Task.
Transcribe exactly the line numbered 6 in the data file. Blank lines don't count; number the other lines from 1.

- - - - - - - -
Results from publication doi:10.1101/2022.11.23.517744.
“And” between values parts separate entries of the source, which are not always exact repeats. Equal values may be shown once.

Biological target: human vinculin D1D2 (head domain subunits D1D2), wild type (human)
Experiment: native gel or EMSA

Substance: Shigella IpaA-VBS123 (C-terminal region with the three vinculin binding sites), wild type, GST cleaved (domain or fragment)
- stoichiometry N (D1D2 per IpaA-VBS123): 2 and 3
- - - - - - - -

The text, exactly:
- stoichiometry N (D1D2 per IpaA-VBS123): 2 and 3